China is a challenging market to operate in, just ask Marks and Spencer. Less than a year after opening a 10th retail location amidst a wave of optimistic rhetoric from its top executives, they are pulling out of China altogether, and swiftly. Adam Colton, Marks and Spencer’s Managing Director for Greater China cited “low brand awareness” as one of the key reasons they were unable to pull out a win in the Middle Kingdom. Um, say that again? Who hasn’t heard of Marks and Spencer? Well, apparently the Chinese haven’t, despite the British high street retailer having operated in China since October of 2008 with the lofty aspirations of having 50 locations in total.
In a recent article in The Telegraph covering the Marks and Spencer retreat from China, one Chinese consumer who was frantically gathering up 36 bottles of Rioja towards the cashier during their final blowout sale, was quoted as saying they would have easily paid regular prices for the wine had they known the store existed. Known the store existed?! Are you serious? Marks and Spencer rented out some of the priciest retail space available in China, and this customer didn’t even know they existed. Something obviously went very, very wrong here. Let’s dig in.
Step 1 is to learn the market and, more importantly, your consumers before you launch into China. One of the major causes that led to the Marks and Spencer exit from the Chinese market was a series of false positives in their assumptions that Chinese consumers would have similar preferences and tastes as their Western counterparts. In order to help you avoid making the same mistakes, here are some great tips that will help you understand your Chinese consumers prior to market entry.
After the buyer persona is identified, now you need to study the market. Due to a different digital landscape, there is very little data available in China to perform thorough market research that will actually give you good data to build a strategy around. The good news is that there is a solution, and that solution is Discripto™. Discripto™ is powerful software that programmatically downloads China’s internet data. The information that can be dug up by Discripto™ allows brands to analyze market trends, companies’ revenues, competitor’s performance, seasonality, and many other factors. Yes, that software is ours and we’re darn proud of it. Let us know if you are interested in a thorough analysis of the Chinese market and we can customize a free deliverable that will knock your socks off while only scratching the surface of what it can produce at full throttle.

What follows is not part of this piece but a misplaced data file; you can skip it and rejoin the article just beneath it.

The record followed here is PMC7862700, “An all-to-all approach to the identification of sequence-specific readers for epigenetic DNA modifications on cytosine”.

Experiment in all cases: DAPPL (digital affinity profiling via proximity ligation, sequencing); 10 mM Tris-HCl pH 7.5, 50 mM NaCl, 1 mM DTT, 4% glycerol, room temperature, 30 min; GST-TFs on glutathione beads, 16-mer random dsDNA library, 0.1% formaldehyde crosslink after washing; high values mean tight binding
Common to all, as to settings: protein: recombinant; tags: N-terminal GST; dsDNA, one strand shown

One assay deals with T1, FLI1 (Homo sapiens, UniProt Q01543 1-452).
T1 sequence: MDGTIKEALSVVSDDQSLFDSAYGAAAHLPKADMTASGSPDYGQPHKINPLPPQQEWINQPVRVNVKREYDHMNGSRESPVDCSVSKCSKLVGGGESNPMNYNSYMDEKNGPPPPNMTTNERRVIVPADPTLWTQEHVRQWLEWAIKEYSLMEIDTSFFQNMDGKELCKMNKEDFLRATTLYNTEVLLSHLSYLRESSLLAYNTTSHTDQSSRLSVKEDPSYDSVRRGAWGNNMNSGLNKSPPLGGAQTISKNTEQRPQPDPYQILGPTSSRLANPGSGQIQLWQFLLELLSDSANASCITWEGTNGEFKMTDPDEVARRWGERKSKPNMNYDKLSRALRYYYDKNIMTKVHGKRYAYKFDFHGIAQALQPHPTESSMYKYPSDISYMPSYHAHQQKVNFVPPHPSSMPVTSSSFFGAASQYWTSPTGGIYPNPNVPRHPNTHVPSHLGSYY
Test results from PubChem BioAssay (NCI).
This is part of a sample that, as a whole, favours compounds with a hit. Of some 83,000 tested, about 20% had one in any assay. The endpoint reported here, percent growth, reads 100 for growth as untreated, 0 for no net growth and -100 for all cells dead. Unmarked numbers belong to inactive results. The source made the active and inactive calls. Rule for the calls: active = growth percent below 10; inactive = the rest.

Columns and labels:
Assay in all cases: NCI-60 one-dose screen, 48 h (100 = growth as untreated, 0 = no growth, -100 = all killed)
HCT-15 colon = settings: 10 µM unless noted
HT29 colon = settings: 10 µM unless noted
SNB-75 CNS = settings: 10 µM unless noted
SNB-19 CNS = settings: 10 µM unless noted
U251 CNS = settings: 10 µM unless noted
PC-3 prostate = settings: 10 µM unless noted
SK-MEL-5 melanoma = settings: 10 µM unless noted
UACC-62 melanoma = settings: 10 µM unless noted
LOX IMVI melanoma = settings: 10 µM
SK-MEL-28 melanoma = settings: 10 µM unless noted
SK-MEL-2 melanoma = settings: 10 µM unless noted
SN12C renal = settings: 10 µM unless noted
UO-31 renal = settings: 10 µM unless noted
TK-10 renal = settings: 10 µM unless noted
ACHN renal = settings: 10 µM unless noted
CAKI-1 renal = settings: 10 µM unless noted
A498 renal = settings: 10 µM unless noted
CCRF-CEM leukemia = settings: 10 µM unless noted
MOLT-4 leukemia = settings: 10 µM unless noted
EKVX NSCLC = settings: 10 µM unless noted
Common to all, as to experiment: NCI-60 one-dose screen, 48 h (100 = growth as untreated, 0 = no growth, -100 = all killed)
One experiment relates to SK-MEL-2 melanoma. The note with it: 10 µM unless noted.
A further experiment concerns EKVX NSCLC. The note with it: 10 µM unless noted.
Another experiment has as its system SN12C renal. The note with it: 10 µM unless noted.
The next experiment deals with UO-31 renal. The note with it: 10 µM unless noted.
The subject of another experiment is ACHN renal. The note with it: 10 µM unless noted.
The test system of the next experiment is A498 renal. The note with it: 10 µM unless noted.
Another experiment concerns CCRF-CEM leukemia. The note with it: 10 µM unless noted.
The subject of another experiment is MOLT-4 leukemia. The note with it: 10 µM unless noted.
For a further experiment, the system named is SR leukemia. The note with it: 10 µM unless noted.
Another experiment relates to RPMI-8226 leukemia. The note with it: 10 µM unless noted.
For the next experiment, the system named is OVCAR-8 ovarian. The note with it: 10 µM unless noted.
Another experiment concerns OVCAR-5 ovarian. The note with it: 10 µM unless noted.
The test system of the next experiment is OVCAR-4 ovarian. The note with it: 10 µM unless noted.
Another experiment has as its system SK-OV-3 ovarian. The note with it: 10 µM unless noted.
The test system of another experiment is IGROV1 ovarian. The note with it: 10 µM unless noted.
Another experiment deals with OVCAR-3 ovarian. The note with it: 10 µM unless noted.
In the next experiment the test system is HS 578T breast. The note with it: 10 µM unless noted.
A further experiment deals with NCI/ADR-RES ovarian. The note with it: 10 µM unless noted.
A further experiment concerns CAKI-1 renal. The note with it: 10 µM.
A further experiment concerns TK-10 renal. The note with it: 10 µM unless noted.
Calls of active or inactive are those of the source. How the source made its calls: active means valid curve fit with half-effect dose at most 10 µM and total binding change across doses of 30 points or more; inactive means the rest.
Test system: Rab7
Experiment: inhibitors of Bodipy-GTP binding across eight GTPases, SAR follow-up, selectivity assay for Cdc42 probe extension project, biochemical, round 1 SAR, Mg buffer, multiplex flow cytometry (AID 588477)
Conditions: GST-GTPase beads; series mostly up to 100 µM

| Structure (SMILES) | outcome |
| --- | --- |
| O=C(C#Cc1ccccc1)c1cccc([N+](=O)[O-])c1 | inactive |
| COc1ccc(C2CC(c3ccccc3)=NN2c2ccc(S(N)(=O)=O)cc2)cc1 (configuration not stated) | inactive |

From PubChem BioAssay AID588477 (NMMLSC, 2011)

As we noted from our lead-in about Marks and Spencer, a huge challenge for brands is low brand awareness in the Chinese market. There’s a lot of noise and it can be tough to be heard. It’s also tough to build loyalty; however, once you’ve built trust in China it’s really hard to lose. But as we now know even if you have a famous brand in the Western world, you’re almost assured to be an unknown (and untrusted) brand in the eyes of your Chinese consumer. This means you’re going to have to start your marketing and branding activities from scratch using a brand new lens. Chinese consumers put a lot of emphasis and trust in brands that they are familiar with, meaning companies with low brand awareness have a ‘higher than Western’ chance of failing in the China market. To help you out, go here for 5 quick and helpful pointers for marketing to Chinese consumers.
To start building a brand in China, companies need to produce a solid strategy that will cover all the important areas of marketing activities, natively. Social media, content marketing, Baidu PPC and SEO etc. are all essential, don’t cut corners here. Also, don’t forget to adapt your products and services to the Chinese consumer tastes. This includes packaging, labeling, QR codes, pretty much anything in the branding family should be localized to the preferences and habits of your target customer.
Beijing-based Web Presence In China (WPIC) is an independent, full service digital marketing and IT development agency. WPIC helps businesses with marketing and tech strategies to succeed in the Chinese market. Having over 13 years of on the ground experience in the China digital sector, the firm has worked with over 300 global companies and leads a team of 120 people between their global offices. WPIC supports China and the greater APAC region in digital and IT solutions.